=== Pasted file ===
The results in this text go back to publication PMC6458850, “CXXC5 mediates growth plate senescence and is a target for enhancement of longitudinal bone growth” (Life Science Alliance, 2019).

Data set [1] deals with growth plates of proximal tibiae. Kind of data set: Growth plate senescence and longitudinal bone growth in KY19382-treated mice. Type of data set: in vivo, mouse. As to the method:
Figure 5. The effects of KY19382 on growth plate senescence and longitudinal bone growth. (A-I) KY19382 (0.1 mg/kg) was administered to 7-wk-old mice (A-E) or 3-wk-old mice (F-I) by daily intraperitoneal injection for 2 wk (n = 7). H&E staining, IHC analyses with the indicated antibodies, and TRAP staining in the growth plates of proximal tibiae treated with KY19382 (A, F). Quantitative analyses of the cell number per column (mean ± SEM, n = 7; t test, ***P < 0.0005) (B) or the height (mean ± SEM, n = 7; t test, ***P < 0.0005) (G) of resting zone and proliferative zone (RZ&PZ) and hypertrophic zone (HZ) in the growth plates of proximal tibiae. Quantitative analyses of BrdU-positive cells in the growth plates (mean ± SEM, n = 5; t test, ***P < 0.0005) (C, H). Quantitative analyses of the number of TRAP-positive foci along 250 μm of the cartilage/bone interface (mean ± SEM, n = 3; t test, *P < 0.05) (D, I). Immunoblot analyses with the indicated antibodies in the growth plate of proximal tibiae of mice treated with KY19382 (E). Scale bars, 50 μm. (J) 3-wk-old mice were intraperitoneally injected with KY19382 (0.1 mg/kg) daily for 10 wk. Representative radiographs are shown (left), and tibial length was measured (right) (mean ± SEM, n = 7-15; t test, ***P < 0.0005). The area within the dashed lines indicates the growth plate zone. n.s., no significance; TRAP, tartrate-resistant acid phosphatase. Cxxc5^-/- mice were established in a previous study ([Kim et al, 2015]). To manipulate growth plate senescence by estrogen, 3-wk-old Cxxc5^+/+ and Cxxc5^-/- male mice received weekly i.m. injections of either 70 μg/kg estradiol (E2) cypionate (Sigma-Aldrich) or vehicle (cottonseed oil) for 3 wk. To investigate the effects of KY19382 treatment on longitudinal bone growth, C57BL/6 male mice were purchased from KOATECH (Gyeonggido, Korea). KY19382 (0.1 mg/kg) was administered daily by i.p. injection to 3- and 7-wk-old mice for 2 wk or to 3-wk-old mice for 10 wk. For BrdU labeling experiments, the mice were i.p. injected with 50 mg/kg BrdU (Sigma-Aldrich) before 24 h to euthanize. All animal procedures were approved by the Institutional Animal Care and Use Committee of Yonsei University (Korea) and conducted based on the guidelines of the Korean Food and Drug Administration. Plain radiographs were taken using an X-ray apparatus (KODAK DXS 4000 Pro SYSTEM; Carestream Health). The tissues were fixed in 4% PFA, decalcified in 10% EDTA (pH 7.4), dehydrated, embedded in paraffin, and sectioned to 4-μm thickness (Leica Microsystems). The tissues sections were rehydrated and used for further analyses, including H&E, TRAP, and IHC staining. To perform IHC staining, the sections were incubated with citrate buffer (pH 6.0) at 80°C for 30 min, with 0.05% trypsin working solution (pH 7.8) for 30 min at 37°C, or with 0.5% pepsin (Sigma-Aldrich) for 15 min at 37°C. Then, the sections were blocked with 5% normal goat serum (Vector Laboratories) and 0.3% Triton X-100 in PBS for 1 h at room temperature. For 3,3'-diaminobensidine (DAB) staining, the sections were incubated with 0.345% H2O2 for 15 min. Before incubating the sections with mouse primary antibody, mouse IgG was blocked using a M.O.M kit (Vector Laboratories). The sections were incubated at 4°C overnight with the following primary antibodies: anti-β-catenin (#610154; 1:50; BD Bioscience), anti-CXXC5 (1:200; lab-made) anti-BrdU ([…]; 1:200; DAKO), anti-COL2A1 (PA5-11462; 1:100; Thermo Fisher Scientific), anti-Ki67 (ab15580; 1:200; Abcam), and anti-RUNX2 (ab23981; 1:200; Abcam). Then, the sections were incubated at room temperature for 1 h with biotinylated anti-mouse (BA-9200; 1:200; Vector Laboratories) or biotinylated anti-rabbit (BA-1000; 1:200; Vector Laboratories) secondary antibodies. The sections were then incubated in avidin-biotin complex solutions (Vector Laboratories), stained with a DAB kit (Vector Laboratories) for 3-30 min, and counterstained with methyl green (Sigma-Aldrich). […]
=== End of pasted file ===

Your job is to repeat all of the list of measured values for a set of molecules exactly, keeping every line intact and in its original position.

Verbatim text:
The results in this text go back to publication PMC6458850, “CXXC5 mediates growth plate senescence and is a target for enhancement of longitudinal bone growth” (Life Science Alliance, 2019).

Data set [1] deals with growth plates of proximal tibiae. Kind of data set: Growth plate senescence and longitudinal bone growth in KY19382-treated mice. Type of data set: in vivo, mouse. As to the method:
Figure 5. The effects of KY19382 on growth plate senescence and longitudinal bone growth. (A-I) KY19382 (0.1 mg/kg) was administered to 7-wk-old mice (A-E) or 3-wk-old mice (F-I) by daily intraperitoneal injection for 2 wk (n = 7). H&E staining, IHC analyses with the indicated antibodies, and TRAP staining in the growth plates of proximal tibiae treated with KY19382 (A, F). Quantitative analyses of the cell number per column (mean ± SEM, n = 7; t test, ***P < 0.0005) (B) or the height (mean ± SEM, n = 7; t test, ***P < 0.0005) (G) of resting zone and proliferative zone (RZ&PZ) and hypertrophic zone (HZ) in the growth plates of proximal tibiae. Quantitative analyses of BrdU-positive cells in the growth plates (mean ± SEM, n = 5; t test, ***P < 0.0005) (C, H). Quantitative analyses of the number of TRAP-positive foci along 250 μm of the cartilage/bone interface (mean ± SEM, n = 3; t test, *P < 0.05) (D, I). Immunoblot analyses with the indicated antibodies in the growth plate of proximal tibiae of mice treated with KY19382 (E). Scale bars, 50 μm. (J) 3-wk-old mice were intraperitoneally injected with KY19382 (0.1 mg/kg) daily for 10 wk. Representative radiographs are shown (left), and tibial length was measured (right) (mean ± SEM, n = 7-15; t test, ***P < 0.0005). The area within the dashed lines indicates the growth plate zone. n.s., no significance; TRAP, tartrate-resistant acid phosphatase. Cxxc5^-/- mice were established in a previous study ([Kim et al, 2015]). To manipulate growth plate senescence by estrogen, 3-wk-old Cxxc5^+/+ and Cxxc5^-/- male mice received weekly i.m. injections of either 70 μg/kg estradiol (E2) cypionate (Sigma-Aldrich) or vehicle (cottonseed oil) for 3 wk. To investigate the effects of KY19382 treatment on longitudinal bone growth, C57BL/6 male mice were purchased from KOATECH (Gyeonggido, Korea). KY19382 (0.1 mg/kg) was administered daily by i.p. injection to 3- and 7-wk-old mice for 2 wk or to 3-wk-old mice for 10 wk. For BrdU labeling experiments, the mice were i.p. injected with 50 mg/kg BrdU (Sigma-Aldrich) before 24 h to euthanize. All animal procedures were approved by the Institutional Animal Care and Use Committee of Yonsei University (Korea) and conducted based on the guidelines of the Korean Food and Drug Administration. Plain radiographs were taken using an X-ray apparatus (KODAK DXS 4000 Pro SYSTEM; Carestream Health). The tissues were fixed in 4% PFA, decalcified in 10% EDTA (pH 7.4), dehydrated, embedded in paraffin, and sectioned to 4-μm thickness (Leica Microsystems). The tissues sections were rehydrated and used for further analyses, including H&E, TRAP, and IHC staining. To perform IHC staining, the sections were incubated with citrate buffer (pH 6.0) at 80°C for 30 min, with 0.05% trypsin working solution (pH 7.8) for 30 min at 37°C, or with 0.5% pepsin (Sigma-Aldrich) for 15 min at 37°C. Then, the sections were blocked with 5% normal goat serum (Vector Laboratories) and 0.3% Triton X-100 in PBS for 1 h at room temperature. For 3,3'-diaminobensidine (DAB) staining, the sections were incubated with 0.345% H2O2 for 15 min. Before incubating the sections with mouse primary antibody, mouse IgG was blocked using a M.O.M kit (Vector Laboratories). The sections were incubated at 4°C overnight with the following primary antibodies: anti-β-catenin (#610154; 1:50; BD Bioscience), anti-CXXC5 (1:200; lab-made) anti-BrdU ([…]; 1:200; DAKO), anti-COL2A1 (PA5-11462; 1:100; Thermo Fisher Scientific), anti-Ki67 (ab15580; 1:200; Abcam), and anti-RUNX2 (ab23981; 1:200; Abcam). Then, the sections were incubated at room temperature for 1 h with biotinylated anti-mouse (BA-9200; 1:200; Vector Laboratories) or biotinylated anti-rabbit (BA-1000; 1:200; Vector Laboratories) secondary antibodies. The sections were then incubated in avidin-biotin complex solutions (Vector Laboratories), stained with a DAB kit (Vector Laboratories) for 3-30 min, and counterstained with methyl green (Sigma-Aldrich). […]